Good luck on your revisions!

DJ FOX said...

Aw, the rewrite. I save the old draft so I can go back to it, if needed. Then I resave it under the new same Draft Four (or Draft 100, whatever).

Then I just delete, cut, delete, add notes, delete, write new scene, and so on.

IT'S MESSY! =)

Nadine said...

I save the current version - WIP July 09 - and then start hacking at a new copy, changing, rewriting, etc. And then I always have the old version to go back to if I don't like the changes, etc.

Melanie Avila said...

Hi Liz!

I do a version of that, only I don't keep separate files for the chapters. Often times if I cut something but think I'll still use it in that chapter, I'll put it at the end of that chapter.

My "extras" file is called Cut Bits. :P

Melanie Avila said...

Hey DJ. I do the same thing. I think my last draft of The Other Side was "Draft 4/5" because while I had readers critique it, I didn't think it changed enough to warrant a whole new file, lol.

Melanie Avila said...

Nadine, you sound like me. :) I don't know how people can just delete old stuff. I need to know it's there!

I also have various stages of each draft saved in my email.

Benjamin Solah said...

I'm a bit in love with rewrites at the moment because I've found my first drafts can act as outlines, or things to test out. And then whilst writing, I work out new directions, things to put in and take out.

I do either the first and second method but find the first method, just writing with the memory of what happened in the first draft, to be the most natural and it's good to build up a natural rhythm that way.

Great question!

Melanie Avila said...

Ben, that's the approach I took with my synopsis -- writing from memory -- but it seems scary to write an entire draft that way! But the idea of creating a new tone or rhythm is appealing.

Natasha Fondren said...

If it's a total re-write, then I'm with you and Jenna. I need to start with a whole new blank page and let the possibilities unfold. I cut and paste a few scenes in, but generally, I re-write it.

I don't do that often, though. I've been so behind the past year, that it's often been write a chapter, turn it in on Thursday, and live with the consequences. I think it's been good for my writing, although I'm not sure I would choose that method. :-) But one adapts to whatever situations we're thrown in.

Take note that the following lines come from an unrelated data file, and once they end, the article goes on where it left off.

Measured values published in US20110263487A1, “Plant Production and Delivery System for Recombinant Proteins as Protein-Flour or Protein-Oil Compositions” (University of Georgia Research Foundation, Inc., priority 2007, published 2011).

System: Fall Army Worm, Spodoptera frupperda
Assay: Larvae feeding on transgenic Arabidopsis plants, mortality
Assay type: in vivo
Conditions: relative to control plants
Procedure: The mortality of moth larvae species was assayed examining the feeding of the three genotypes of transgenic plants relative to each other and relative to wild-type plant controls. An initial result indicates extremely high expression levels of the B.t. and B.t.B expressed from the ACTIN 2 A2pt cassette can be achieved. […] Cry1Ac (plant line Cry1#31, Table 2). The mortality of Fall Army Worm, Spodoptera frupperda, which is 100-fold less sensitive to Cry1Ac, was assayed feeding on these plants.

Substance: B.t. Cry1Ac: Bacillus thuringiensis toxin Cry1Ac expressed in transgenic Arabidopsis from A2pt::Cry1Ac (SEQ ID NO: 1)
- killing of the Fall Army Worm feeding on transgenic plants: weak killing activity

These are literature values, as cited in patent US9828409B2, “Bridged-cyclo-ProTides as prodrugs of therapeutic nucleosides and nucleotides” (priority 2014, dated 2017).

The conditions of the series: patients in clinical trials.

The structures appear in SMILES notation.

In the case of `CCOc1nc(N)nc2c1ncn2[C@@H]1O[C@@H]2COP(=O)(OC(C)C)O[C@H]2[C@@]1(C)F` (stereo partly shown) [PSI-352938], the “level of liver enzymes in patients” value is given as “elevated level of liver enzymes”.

Amy said...

What a great question. It's not the writing, but the rewriting that has the genius for me. My first drafts are CRAP. But I never start over from scratch. Yikes. Scary.

First I rewrite everything as I write--as many times as it takes to get it sounding good. Then when I'm sick of it and can't find any more precious words to cut, I let the thing marinate for a few months in a file and go live life or write something else.

Then with a clear head and a few more skills, (I hope) I go back and save the old file and save it again under the current wip name. Then I think hard about my story lines (I usually have too many) and isolate exactly what the book is about and how to get the fun bits to emanate from that. Then I happily go through the document and shred the whole thing from beginning to end, changing characters and plot, adding scenes and throwing some out. I put long, beloved bits in a separate outtakes file for future use if necessary--which is almost never.

Then I go back and try to make sure it's all coherent. Time consuming, but worth it.

Melanie Avila said...

Natasha, I'm doing seriously heavy editing this round -- it's taking a long time but I can see the results!

Melanie Avila said...

Amy, I hear you on the crap. The mantra of NaNoWriMo is "let yourself write crap!" The trouble comes when you go to edit that crap! I have good ideas and I'm really just rearranging things, but it's taking a lot longer than I expected.

I need to get better about the marinating part...